It is evidently at least a venal sin to contribute to an ally's defense of its population against rocket attacks. (Better to ramp up the death toll.)  More oddly, Greenwald knocks the Senator for what is essentially boilerplate language on her Senate website.  The website, he notes, "still contains statements such as 'it is a moral imperative to support and defend Israel' and 'as a United States Senator, I will work to ensure Israel’s security and success.'"

Greenwald neglects mentioning that therein Warren has gone full-bore militaristic, rattling her sabers by maintaining

I am also a strong proponent of a two-state solution to the Israeli-Palestinian conflict, which I believe to be in the interest of Israel and the United States, with a Jewish, democratic state of Israel and a state for the Palestinian people. The U.S. can and should play an active role in promoting a diplomatic resolution to the conflict that is agreed to by the parties, but I do not believe that a lasting peace can be imposed from the outside or that either party should take unilateral steps - such as the Palestinians' application for UN membership - that move the parties further away from negotiations. 

Notwithstanding Warren largely merely restating the policy of the U.S. government,  Greenwald criticizes the Senator's defense of the Israeli bombing campaign for "echoing Benjamin Nentanyahu." That would be the same Benjamin Netanyahu who recently went to war determined “we don’t get another Gaza in Judea and Samaria” because "I think the Israeli people understand now what I always say: that there cannot be a situation, under any agreement, in which we relinquish security control of the territory west of the River Jordan."

The journalist concludes by snarking  "That, ladies and gentlemen, is your inspiring left-wing icon of the Democratic Party."  Domestic policy typically doesn't capture his attention, allowing him to ooze sarcasm for a Senator who last November

appeared at a congressional event to attack regulators for failing to tackle the problem of financial institutions that are "too big to fail".

"We have got to get back to running this country for American families, not for its largest financial institutions," said Warren, who said the issue was an indictment of how little had changed since the 2008 banking crash.

The four biggest Wall Street banks are 30% larger than before the financial crisis, she said, while the five biggest institutions hold more than half the bank assets in the country.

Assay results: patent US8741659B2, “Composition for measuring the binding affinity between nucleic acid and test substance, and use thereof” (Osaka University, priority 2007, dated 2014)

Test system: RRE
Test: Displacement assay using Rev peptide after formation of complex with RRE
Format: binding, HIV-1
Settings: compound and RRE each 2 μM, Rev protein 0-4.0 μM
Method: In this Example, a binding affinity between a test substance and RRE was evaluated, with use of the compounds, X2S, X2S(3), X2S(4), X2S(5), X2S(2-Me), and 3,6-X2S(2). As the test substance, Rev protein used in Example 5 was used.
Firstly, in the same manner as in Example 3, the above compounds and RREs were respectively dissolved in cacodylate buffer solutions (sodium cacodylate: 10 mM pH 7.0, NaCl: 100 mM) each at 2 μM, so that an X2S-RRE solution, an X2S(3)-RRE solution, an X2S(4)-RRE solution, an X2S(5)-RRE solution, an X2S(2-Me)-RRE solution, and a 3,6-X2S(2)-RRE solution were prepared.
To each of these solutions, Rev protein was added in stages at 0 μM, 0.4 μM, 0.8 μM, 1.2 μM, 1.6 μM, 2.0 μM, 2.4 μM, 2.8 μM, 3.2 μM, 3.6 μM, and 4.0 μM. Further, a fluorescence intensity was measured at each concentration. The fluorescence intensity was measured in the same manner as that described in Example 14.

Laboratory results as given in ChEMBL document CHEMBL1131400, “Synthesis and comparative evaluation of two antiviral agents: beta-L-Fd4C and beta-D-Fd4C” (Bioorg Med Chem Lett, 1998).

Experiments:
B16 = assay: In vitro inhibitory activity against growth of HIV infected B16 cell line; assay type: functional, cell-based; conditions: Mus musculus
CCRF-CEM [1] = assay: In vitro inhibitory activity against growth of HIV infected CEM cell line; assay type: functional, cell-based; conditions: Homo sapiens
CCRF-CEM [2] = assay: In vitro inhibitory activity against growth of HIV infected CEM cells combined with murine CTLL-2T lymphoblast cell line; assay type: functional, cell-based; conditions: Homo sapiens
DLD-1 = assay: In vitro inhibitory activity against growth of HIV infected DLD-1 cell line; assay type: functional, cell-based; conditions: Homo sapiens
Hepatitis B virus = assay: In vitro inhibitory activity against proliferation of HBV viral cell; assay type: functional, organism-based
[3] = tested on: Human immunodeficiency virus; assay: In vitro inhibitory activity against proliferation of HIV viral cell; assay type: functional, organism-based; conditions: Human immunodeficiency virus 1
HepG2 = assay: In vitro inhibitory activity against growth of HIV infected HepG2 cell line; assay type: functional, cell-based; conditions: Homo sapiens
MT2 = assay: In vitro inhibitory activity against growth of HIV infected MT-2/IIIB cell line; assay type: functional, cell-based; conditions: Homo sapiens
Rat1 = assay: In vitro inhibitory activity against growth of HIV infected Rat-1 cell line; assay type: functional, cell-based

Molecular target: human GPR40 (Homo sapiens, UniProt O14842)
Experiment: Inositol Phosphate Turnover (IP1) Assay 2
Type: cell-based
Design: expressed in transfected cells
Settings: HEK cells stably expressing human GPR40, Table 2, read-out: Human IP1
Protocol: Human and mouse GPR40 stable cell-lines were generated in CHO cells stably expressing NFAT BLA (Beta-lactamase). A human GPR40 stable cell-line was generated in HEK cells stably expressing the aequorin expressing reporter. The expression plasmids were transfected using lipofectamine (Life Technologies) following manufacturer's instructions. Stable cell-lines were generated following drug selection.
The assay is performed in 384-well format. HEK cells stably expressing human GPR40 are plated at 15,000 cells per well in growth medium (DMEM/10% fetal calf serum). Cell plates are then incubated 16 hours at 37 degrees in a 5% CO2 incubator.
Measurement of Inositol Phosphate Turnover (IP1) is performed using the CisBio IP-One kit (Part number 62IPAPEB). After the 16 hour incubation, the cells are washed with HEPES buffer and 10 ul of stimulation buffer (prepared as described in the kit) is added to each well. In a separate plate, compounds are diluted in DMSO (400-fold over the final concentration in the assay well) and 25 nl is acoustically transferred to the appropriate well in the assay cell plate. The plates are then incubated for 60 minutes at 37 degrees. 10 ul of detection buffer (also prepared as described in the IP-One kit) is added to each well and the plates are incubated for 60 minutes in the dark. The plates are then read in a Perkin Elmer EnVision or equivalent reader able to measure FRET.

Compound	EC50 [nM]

Warren claimed this amounted to an $83bn-a-year taxpayer subsidy for some Wall Street institutions, because they were so large that they could safely rely on a government bailout in the event of a future crisis, and were therefore able to take bigger risks than rivals. She also cited research suggesting the crash had cost up to $14tn, or $120,000 for each American household.

If there were no Elizabeth Warren, there would be no Consumer Financial Protection Bureau. The Massachusetts Senator, recognizing the contribution of the financial sector to the economic catastrophe the country (and world) endured a few years back, also has been a leader in the effort to reform the student loan program.

There is a reason no one has been quoted as saying "The Israeli lobby owns this place." Ditto for organized labor, the insurance industry, the NRA, or reproductive rights supporters or opponents.  It's because no such claim can be legitimately made. But Majority Whip Dick Durbin in 2010 did credibly remark "The banks--hard to believe in a time when we're facing a banking crisis that many of the banks created--are still the most powerful lobby on Capitol Hill. And they frankly own the place."

Elizabeth Warren is mostly, perhaps not completely, right about Israel. But never mind. She is not a member of the Foreign Relations Committee but of the Health, Education, Labor, and Pensions Committee and of the Banking, Housing, and Urban Affairs Committee.  Fussing about her views about the Middle East, which are fairly standard, would be akin to being obsessed with the views (whatever they are) of Glenn Greenwald on gun control, abortion, or restrictions on genetically- modified ingredients in crops.

However, while the mega-banks have only gotten bigger and more powerful, no congressional Republican, and too few congressional Democrats, have taken them on. One who has is Elizabeth Warren. That is not enough to make her an "icon"- no human being should be- but it ought to make Massachusetts residents proud.